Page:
New York Mets: Robinson Cano listed as “dark-horse” MVP candidate on

New York Mets. Robinson Cano (Photo by Thearon W. Henderson/Getty Images)
New York Mets. Robinson Cano (Photo by Thearon W. Henderson/Getty Images) /

The New York Mets set to begin the 2019 season, a season where Robinson Cano will wear the blue and orange for the first time. Interestingly enough, there are already talks of him being an early MVP candidate.

The New York Mets made what I believe to be the MLB’s blockbuster move of the winter when they acquired both Robinson Cano and Edwin Diaz on the same December night.

The trade included the Mets getting those two players while getting rid of some liable contracts and giving up a prospect like first round pick Jarred Kelenic.

The trade is still the poster move by new Mets General Manager Brodie Van Wagenen so far in his short tenure.

Related Story. Where do the Mets rank in the latest EWB Power Rankings?. light

To me, the move felt like more of a move to get a guy like Edwin Diaz to fix the Mets’ biggest need at the time which was their bullpen.

However, Robison Cano is a huge part of the deal too. He is a proven player who was on pace to be in the Hall of Fame before his suspension last season.

But interestingly enough, there are already talks of Cano being a sleeper MVP candidate. At least according to Will Leitch of

Here is what he had to say about Cano being an MVP sleeper:

"“There was much grousing about Cano’s contract — specifically the length of it — and the PED suspension last season didn’t win him many fans, either. But it is probably worth mentioning that he can still really hit. In Cano’s 80 games last year, he put up a .303/.374/.471 line, and Statcast™ showed him with the second highest hard-hit percentage before breaking his hand. He kept ripping when he came back, too. Cano is older, so there’s always a fear of rapid fade. But right now, he looks like the Mets’ best hitter, in a lineup that’s vastly improved over last year’s. Cano has finished in the top 10 of MVP Award voting six times, but never higher than third. If the Mets have the turnaround their new GM believes they will, Cano could put up huge numbers and receive a lot of the credit.”"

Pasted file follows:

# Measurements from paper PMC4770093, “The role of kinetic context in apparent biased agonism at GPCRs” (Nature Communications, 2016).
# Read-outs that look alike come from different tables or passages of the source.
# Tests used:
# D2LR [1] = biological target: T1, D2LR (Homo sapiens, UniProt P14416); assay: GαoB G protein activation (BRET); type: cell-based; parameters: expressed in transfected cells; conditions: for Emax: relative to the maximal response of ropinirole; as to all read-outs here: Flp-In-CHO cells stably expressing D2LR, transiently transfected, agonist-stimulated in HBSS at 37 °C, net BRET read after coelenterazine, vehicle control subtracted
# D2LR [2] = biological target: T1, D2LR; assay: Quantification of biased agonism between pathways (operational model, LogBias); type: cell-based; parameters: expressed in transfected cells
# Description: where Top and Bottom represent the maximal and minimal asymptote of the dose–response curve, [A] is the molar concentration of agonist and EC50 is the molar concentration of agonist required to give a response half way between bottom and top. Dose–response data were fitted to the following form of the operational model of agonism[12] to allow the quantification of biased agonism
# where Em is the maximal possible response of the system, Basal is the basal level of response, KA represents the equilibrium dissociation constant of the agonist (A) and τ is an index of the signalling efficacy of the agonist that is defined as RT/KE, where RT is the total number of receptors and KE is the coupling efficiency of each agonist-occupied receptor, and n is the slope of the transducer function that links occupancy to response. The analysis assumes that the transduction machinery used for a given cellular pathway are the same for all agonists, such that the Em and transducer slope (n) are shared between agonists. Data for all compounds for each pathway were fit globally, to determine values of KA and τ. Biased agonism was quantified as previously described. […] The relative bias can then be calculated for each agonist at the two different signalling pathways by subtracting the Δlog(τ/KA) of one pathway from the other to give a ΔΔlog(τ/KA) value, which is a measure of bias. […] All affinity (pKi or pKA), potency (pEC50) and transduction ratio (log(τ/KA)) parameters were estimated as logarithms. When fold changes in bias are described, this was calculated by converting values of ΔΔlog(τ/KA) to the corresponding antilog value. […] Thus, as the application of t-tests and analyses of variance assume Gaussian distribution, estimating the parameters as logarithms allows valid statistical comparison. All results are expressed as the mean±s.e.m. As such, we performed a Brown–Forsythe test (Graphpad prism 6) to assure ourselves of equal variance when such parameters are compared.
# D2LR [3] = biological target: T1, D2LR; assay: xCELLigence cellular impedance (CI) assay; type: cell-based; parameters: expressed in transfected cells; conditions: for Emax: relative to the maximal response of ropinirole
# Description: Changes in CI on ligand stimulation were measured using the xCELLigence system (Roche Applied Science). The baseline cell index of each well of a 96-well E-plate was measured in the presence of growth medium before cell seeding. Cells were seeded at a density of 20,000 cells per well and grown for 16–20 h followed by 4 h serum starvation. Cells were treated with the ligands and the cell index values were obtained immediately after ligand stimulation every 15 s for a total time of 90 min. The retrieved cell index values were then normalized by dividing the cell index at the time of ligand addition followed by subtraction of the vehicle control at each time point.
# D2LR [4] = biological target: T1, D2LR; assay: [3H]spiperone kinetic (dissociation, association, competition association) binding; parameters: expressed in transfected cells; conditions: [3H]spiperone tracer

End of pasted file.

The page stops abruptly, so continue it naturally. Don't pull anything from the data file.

I find that incredibly interesting.

Now, I know I am not one to give an opinion on everything I read about the teams I write about, but this one is worth sharing.

There are some really interesting points made about Cano here and how he will do for the Mets. Because right now, there are a lot of question marks.

Sure, we know what kind of player Cano is, a solid average hitter who can make contact with pop, but he is coming off a suspension that took almost a whole year of his career and is the oldest player on the team right now.

However, he will likely be great. The stat about him being in the MVP voting constantly speaks for itself. He is not only great, but has been able to sustain it.

It is for solid reason he is almost always considered as a sleeper MVP candidate.

Another huge factor for Cano is that he is coming back to New York. While Citi Field is no Yankee Stadium in terms of being hitter friendly, Cano is familiar with New York.

He spent nine seasons with the Yankees and understands how to play here and how to hit in the colder fall months, hot summer months, hit or miss spring months.

He is a career .322 hitter in September and October and a career. 287 hitter in March and April, he can handle all kinds weather. He did spent time out west in an arguably similar climate in Seattle, but most of those numbers are skewed by what he did in New York

I know that seems like a stretch to consider this but it is important. It is part of playing in New York. It goes beyond the market size, the geography is important.

Also, I think it is interesting how analytical Leitch’s take is. It is hard to argue. After all, Cano is an analytical enthusiasts’ dream.

He is not the best at at one particular thing, rather solid at everything. He hits, hits home runs, and plays consistently. He rarely misses time due to injury playing at least 150 games every year from 2007-2017.

So, I agree that Cano could be a sleeper MVP candidate.

He probably will not win the award to be the MVP, but he could at least be the best Met and turn a lot of heads.

He might go a little under the radar too because his trade counterpart, Edwin Diaz, could win over fans quicker by making a lot of saves and doing his job for the outstanding starting pitchers.

Cano, while I am sure will be embraced by Mets fans, might never get the glory he deserves here. Mickey Callaway is going to rest him often for the other options they have and the fans will still always wonder about the younger Jeff McNeil could have done in that spot.

Plus, a guy like Jose Reyes fell out of the hearts of Mets fans last season very quickly, granted he is not nearly as good as Cano was going into the season, but he still failed to prove himself and was quickly removed for the younger players.

So basically what I am trying to say is I agree with Leitch here.

No matter what happens, and some might have already known or thought, some might eventually realize, it could be Cano who ends up being the best player Van Waganen got this offseason.

Next. Mickey is going to have his work cut out for him this year. dark

Robinson Cano could be in for a blistering season, a truly valuable one. Wouldn’t that be nice.